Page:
The Barnes & Noble Review
In a change of pace from her bestselling series featuring San Francisco P.I. Sharon McCone, award-winning author Marcia Muller offers readers a fascinating new stand-alone mystery in Cyanide Wells. The artsy town of Cyanide Wells stands amid the old-growth forests of Soledad County in northern California. The town's name harks back to its history during the Gold Rush era, when cyanide used to refine valuable ore resulted in tragedy. These days, however, it doesn't take poison to bring turmoil to the town. Some people carry trouble along with them. Thanks to his wife, Gwen, Matt Lindstrom learned plenty about trouble. Fourteen years ago she'd disappeared under suspicious circumstances. The belief that he might be responsible ruined Matt's life and his photographic career. Eventually, he'd moved, started over…and given up hope of finding out what had really happened to Gwen. Then, out of the blue, he gets an anonymous call saying Gwen is in Cyanide Wells…and that she'd meant for him to be blamed for her death. Now Matt isn't sure whether he's looking for closure or revenge, but whichever it is, he's heading for Cyanide Wells, where past and present will finally come together. His planned confrontation goes awry, though, when Gwen disappears again, leaving bloodstains in the hallway of her home. This time suspicion rests on her lover, Carly McGuire, who is as determined as Matt is to find the elusive woman…and the child she's taken with her. Spectacular scenery, compelling characters, and an intricate plot make this a powerful, passionate mystery. Sue Stone
Anthony-winner Muller delivers another stand-alone (after 2001's Point Deception) set in northern California's fictional Soledad County that fails to measure up to her bestselling Sharon McCone series (Dead Midnight, etc.). After being unjustly suspected of murdering his missing ex-wife, Gwen, Matthew Lindstrom moved from Minnesota, where he taught college photography, to British Columbia, where he operates an excursion boat. When 14 years later an anonymous phone caller tells him Gwen is living in Cyanide Wells, Calif., as Ardis Coleman, Matt goes there to find her and clear his name. Hired by the local newspaper, which has won a Pulitzer for a series on the murder of a gay couple penned by the erratic Ardis, Matt discovers that his ex-wife is in a lesbian relationship with hot-headed newspaper editor Carly McGuire, with whom she shares a mixed-race daughter. When Ardis and the child vanish, Matt and Carly join forces to track them down. While Muller vividly paints the rugged northern California coast with its decaying towns and abandoned logging and mining areas now giving way to retirement communities, she leaves out her usual complicated characters and plot twists. Matt too easily gets the newspaper job, elicits confidences and uncovers secrets. The villains are pretty obvious, as is the secret behind the gay murders. Muller fans may prefer to wait for another McCone novel. Mystery Guild Main Selection. (July 16) Copyright 2003 Reed Business Information.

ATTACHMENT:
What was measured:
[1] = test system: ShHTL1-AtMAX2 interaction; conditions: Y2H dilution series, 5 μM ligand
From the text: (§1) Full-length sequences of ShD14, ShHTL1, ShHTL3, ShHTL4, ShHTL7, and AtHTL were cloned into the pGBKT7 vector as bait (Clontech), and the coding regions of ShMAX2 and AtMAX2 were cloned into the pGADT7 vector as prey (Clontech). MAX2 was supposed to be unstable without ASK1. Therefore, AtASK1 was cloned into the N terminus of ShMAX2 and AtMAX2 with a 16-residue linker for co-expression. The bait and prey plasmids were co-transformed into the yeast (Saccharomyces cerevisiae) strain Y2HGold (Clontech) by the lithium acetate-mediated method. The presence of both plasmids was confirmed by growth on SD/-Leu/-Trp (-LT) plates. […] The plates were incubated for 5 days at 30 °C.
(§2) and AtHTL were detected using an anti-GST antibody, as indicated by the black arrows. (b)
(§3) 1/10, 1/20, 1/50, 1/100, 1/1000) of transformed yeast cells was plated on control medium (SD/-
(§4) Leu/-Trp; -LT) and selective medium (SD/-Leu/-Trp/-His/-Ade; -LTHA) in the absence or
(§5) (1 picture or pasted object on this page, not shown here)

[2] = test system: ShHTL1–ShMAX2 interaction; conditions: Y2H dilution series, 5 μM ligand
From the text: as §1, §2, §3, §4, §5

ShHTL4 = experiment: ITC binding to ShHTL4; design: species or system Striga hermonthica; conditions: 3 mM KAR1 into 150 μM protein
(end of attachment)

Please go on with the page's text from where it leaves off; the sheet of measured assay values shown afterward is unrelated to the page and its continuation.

This is one of Muller's rare standalone novels set in the fictional Northern California county of Soledad. After being a prime suspect in the murder of his missing ex-wife, photographer Matt Lindstrom moves to British Columbia to operate a fishing guide business. Fourteen years later, his new life is upset when an anonymous phone call informs him that Gwen is living in the small town of Cyanide Wells under the name of Ardis Coleman. Matt hotfoots it to clear his name and confront his ex, only to find her in a lesbian relationship with a newspaper publisher and raising a mixed-race daughter. Within a couple of days Gwen/Ardis and the child vanish and the mystery is on. While this is not one of the author's better stories-the listener will guess the truth long before the protagonists-the reading is competently done by that old pro Sandra Burr, with J. Charles performing the chapters from Matt's point of view. The narration is so good that the listener will forget that the tale is rather lame and the coincidences rather too many and too convenient. Not an essential purchase, but still enjoyable for Muller fans.-Barbara Perkins, formerly with Irving P.L., TX Copyright 2004 Reed Business Information.
Furloughing Sharon McCone after 22 cases (Dead Midnight, 2002, etc.), Muller delivers a brisk, tidy number without her. Matthew Lindstrom likes his life, loves his wifethough he’s temporarily (he hopes) separated from herwhich is why he’s devastated when the sheriff’s phone call reports Gwen’s car, bloodstained and abandoned, parked on the side of a country road. As the weeks pass and she continues missing, suspicion inevitably settles on the husband. Without a body, the cops can’t build a case against him, but the neighbors can. Matthew loses his friends as people ostentatiously cross streets to avoid social contamination. He loses his teaching job. Indeed he loses his life, at least the life that had so satisfied him, and begins a long odyssey that finally ends in Port Regis, British Columbia, where he surfaces as the surprisingly contented owner of a moderately successful charter boat. He’s reclusive, but the few people who know him like him, and he’s come to terms with what he has and what he’s lost. Then, 14 years later, another phone call, no less disruptive than the sheriff’s, informs him that Ardis Coleman, who’s very much alive in Cyanide Wells, California, was once Gwen Lindstrom. A little hokey sometimes, but Muller’s best plotting in years makes it irresistible.